of arguments to use for formatting the message.
      This will be useful when adding tests for
      failure to some of the calls which do not
      currently have them.


    • Sean Morrison

      Sean Morrison - 2006-06-01


      The changes mostly sound great.  There's a lot of great work there that you've done that I'm anxious to get tested and integrated.  From the description, it sounds like most of the changes are completely acceptible modifications to have applied.

      The only one that raises a red flag is the bu_bomb() modification which will be highly dependant upon the nature of the change.  In general (though not strictly speaking), bu_bomb() is merely a grace saving attempt to abort somewhat cleanly for a situation that would otherwise be a segmentation violation, bus error, or some other catastrophic condition that requires an immediate halt.  As this includes conditions like being completely out of main or stack memory, bu_bomb() itself is implemented to function under minimal conditions.  It doesn't require any additional stack allocation, for example, nor does it directly write to any memory.  Even the call to fprintf() that it makes should probably not be using %s, though that is highly dependant upon the implementation of fprintf().

      If you're interested in communicating over IRC (which I do highly recommend), there's a lot of info for getting started at  You basically install an IRC client and join the #brlcad channel on the network (port 6667).  As for an IRC client, there are lots -- xchat is rather popular on windows, there are other options available too.

      Batch mode submissions are workable, but they are certainly more "painful" as they can take a rather long time to review and integrate especially if there are any issues that require changes.  Smaller patches (for first-time or external contributions) and smaller CVS commits (for developers) are considerably easier to peer review and validate.  I'd rather see people commit directly to CVS whenever possible, but that's something that generally has to be discussed and set up via e-mail or IRC.

      As for the forums, it's usually easier to just think of them as exclusive categories on developer and help.   If it's developer related (whether asking for help or intended to be held as an open developer discussion or not), then it's developer forum discussion material.  If it's asking for assistance, it belongs in the help forum.  Otherwise, it's open discussion.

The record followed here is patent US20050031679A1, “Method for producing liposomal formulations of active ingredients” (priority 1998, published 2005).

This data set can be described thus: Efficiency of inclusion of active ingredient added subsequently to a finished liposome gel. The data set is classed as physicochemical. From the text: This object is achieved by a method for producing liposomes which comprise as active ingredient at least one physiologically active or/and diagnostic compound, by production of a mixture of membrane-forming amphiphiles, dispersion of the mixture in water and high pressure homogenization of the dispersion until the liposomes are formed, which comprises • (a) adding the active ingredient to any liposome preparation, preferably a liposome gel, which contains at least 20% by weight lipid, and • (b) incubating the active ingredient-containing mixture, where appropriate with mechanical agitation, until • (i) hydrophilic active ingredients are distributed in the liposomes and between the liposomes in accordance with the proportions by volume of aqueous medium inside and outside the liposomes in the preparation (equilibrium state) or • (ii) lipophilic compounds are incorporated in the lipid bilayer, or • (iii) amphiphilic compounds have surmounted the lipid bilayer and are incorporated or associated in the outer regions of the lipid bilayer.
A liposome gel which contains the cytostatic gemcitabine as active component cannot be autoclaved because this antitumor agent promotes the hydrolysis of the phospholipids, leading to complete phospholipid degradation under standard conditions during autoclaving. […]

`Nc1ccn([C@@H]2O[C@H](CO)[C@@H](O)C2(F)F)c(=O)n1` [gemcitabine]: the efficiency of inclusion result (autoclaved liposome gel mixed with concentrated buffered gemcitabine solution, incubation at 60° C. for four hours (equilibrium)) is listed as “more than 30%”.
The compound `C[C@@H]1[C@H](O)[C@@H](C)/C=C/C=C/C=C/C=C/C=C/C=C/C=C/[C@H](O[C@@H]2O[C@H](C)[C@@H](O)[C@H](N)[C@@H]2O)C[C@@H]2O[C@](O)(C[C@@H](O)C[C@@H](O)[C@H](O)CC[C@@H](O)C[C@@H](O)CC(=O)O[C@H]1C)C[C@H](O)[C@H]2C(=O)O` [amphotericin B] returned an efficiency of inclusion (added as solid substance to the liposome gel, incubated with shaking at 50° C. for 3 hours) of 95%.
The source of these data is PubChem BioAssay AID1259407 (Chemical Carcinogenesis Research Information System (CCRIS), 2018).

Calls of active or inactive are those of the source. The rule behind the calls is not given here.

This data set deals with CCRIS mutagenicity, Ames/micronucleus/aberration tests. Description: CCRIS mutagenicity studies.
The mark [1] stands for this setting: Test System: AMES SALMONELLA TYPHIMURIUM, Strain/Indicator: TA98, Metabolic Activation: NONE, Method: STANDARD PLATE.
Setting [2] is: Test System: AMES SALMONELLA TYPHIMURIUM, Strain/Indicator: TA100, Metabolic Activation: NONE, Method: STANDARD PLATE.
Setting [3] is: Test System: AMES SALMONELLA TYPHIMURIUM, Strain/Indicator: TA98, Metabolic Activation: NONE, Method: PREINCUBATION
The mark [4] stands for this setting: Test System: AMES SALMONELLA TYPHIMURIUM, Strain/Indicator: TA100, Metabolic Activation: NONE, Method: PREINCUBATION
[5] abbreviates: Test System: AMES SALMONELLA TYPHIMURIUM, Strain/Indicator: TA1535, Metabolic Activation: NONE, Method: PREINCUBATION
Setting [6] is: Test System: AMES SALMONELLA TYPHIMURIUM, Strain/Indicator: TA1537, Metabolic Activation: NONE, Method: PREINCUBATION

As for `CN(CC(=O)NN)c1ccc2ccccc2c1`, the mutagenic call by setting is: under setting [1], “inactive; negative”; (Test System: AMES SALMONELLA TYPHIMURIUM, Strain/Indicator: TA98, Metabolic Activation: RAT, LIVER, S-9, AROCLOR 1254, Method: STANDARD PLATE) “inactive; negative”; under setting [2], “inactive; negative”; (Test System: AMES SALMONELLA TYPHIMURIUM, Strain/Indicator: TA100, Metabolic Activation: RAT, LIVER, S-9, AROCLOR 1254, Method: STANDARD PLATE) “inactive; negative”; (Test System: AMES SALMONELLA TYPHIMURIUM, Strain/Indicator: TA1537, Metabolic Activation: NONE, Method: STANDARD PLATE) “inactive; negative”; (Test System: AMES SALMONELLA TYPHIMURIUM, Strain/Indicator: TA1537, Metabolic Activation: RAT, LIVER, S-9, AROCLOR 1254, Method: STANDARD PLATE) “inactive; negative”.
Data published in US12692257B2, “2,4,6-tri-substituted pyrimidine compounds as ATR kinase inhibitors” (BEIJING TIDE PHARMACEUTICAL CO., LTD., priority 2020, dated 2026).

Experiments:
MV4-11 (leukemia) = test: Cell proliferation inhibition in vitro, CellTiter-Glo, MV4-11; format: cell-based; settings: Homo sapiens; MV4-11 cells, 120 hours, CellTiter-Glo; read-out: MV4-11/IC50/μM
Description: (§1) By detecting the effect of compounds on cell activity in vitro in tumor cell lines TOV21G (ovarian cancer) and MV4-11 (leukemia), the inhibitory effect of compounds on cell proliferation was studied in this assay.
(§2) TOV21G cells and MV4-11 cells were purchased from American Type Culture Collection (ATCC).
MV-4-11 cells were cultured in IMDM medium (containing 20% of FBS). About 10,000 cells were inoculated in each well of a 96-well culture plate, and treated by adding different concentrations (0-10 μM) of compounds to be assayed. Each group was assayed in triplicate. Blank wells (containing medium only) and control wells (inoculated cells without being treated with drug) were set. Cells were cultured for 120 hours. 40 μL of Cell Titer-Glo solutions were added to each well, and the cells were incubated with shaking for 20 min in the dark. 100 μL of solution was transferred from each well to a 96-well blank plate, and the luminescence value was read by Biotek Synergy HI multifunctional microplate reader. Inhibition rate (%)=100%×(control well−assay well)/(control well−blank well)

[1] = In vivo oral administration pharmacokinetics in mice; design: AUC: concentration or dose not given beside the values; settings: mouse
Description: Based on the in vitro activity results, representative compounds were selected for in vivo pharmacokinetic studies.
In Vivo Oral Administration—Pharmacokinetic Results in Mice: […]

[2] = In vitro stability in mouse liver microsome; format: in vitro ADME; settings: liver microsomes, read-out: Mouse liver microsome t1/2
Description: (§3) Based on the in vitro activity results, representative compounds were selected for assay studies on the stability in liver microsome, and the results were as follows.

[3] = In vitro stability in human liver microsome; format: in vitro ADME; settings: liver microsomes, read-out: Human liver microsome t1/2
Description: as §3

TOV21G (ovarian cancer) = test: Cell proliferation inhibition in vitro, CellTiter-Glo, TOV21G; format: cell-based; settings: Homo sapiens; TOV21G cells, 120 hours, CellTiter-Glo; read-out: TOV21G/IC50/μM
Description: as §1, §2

• jim_monte

        jim_monte - 2006-06-02


        I am getting close to switching to something
        more like a "testing mode" so I can verify that
        things are working properly before I submit the
        changes.  This brings up the question of what
        is available for black-box testing to verify
        proper overall functionality.  I saw the
        benchmarks (although I have not looked at just
        what they cover and test yet) but nothing
        else.  Is there any existing set of tests that
        can be run?  There are hundreds of basic units
        written and waiting to be run.  Right?  Please
        say yes...

        bu_bomb() is interesting in a way to me because
        it is a different way to program.  When I
        write something from scratch, I never allow a
        called function terminate the program.  That
        is, should something bad happen, a function
        will always return an error code which the
        caller can use to determine how to proceed.
        Termination is always by the function that is
        the entry point (say main()), and unless there
        is a good reason, there is only one exit point.
        This gives the opportunity to attempt a recovery
        somewhere or at least to produce a nice traceback
        of messages from nested function calls if the
        problem is fatal.  The tradeoff is that every call that can fail needs to be tested, although I
        personally think it is worthwhile.  Most of the
        calls I have seen so far to bu_bomb() are made
        when something undesirable but not in itself
        fatal occurs, such as failure of a memory
        allocation or failure to open a file.

        As far as the actual proposed change to bu_bomb()
        it seems to be a fairly trivial change from
        fprintf() to vfprintf().